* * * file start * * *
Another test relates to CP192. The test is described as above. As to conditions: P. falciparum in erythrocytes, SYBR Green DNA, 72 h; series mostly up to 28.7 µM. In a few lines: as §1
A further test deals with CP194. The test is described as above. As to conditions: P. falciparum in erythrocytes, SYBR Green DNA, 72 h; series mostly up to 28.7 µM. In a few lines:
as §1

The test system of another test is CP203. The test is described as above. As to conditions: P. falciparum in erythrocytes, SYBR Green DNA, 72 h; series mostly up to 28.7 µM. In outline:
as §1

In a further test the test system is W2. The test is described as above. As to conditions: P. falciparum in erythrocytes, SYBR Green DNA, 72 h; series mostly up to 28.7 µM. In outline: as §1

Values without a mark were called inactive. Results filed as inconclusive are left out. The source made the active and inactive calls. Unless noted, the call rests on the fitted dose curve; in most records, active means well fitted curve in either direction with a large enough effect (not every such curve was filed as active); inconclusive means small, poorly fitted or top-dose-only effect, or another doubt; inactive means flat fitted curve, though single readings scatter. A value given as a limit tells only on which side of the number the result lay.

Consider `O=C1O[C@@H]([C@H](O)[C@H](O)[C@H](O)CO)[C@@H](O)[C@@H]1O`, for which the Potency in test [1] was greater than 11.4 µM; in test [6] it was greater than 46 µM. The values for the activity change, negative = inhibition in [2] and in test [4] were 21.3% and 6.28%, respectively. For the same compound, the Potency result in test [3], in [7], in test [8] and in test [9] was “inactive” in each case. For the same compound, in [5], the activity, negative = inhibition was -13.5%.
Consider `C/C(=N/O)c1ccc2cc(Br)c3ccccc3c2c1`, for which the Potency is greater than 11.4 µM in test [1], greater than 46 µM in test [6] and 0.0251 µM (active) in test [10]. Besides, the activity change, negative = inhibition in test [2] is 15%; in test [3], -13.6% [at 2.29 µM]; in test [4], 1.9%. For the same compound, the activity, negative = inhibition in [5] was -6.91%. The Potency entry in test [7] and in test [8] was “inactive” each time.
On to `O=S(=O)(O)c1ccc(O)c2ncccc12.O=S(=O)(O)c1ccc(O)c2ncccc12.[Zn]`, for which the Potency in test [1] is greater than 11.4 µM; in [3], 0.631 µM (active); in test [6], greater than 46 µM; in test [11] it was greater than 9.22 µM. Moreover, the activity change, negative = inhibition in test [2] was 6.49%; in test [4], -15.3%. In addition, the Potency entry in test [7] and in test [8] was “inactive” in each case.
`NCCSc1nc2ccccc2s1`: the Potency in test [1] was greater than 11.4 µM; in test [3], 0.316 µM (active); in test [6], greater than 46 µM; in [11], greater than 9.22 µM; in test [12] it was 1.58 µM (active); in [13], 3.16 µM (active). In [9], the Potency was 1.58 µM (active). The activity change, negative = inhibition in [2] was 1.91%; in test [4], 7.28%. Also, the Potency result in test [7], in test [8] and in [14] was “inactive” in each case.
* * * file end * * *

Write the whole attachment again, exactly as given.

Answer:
Another test relates to CP192. The test is described as above. As to conditions: P. falciparum in erythrocytes, SYBR Green DNA, 72 h; series mostly up to 28.7 µM. In a few lines: as §1
A further test deals with CP194. The test is described as above. As to conditions: P. falciparum in erythrocytes, SYBR Green DNA, 72 h; series mostly up to 28.7 µM. In a few lines:
as §1

The test system of another test is CP203. The test is described as above. As to conditions: P. falciparum in erythrocytes, SYBR Green DNA, 72 h; series mostly up to 28.7 µM. In outline:
as §1

In a further test the test system is W2. The test is described as above. As to conditions: P. falciparum in erythrocytes, SYBR Green DNA, 72 h; series mostly up to 28.7 µM. In outline: as §1

Values without a mark were called inactive. Results filed as inconclusive are left out. The source made the active and inactive calls. Unless noted, the call rests on the fitted dose curve; in most records, active means well fitted curve in either direction with a large enough effect (not every such curve was filed as active); inconclusive means small, poorly fitted or top-dose-only effect, or another doubt; inactive means flat fitted curve, though single readings scatter. A value given as a limit tells only on which side of the number the result lay.

Consider `O=C1O[C@@H]([C@H](O)[C@H](O)[C@H](O)CO)[C@@H](O)[C@@H]1O`, for which the Potency in test [1] was greater than 11.4 µM; in test [6] it was greater than 46 µM. The values for the activity change, negative = inhibition in [2] and in test [4] were 21.3% and 6.28%, respectively. For the same compound, the Potency result in test [3], in [7], in test [8] and in test [9] was “inactive” in each case. For the same compound, in [5], the activity, negative = inhibition was -13.5%.
Consider `C/C(=N/O)c1ccc2cc(Br)c3ccccc3c2c1`, for which the Potency is greater than 11.4 µM in test [1], greater than 46 µM in test [6] and 0.0251 µM (active) in test [10]. Besides, the activity change, negative = inhibition in test [2] is 15%; in test [3], -13.6% [at 2.29 µM]; in test [4], 1.9%. For the same compound, the activity, negative = inhibition in [5] was -6.91%. The Potency entry in test [7] and in test [8] was “inactive” each time.
On to `O=S(=O)(O)c1ccc(O)c2ncccc12.O=S(=O)(O)c1ccc(O)c2ncccc12.[Zn]`, for which the Potency in test [1] is greater than 11.4 µM; in [3], 0.631 µM (active); in test [6], greater than 46 µM; in test [11] it was greater than 9.22 µM. Moreover, the activity change, negative = inhibition in test [2] was 6.49%; in test [4], -15.3%. In addition, the Potency entry in test [7] and in test [8] was “inactive” in each case.
`NCCSc1nc2ccccc2s1`: the Potency in test [1] was greater than 11.4 µM; in test [3], 0.316 µM (active); in test [6], greater than 46 µM; in [11], greater than 9.22 µM; in test [12] it was 1.58 µM (active); in [13], 3.16 µM (active). In [9], the Potency was 1.58 µM (active). The activity change, negative = inhibition in [2] was 1.91%; in test [4], 7.28%. Also, the Potency result in test [7], in test [8] and in [14] was “inactive” in each case.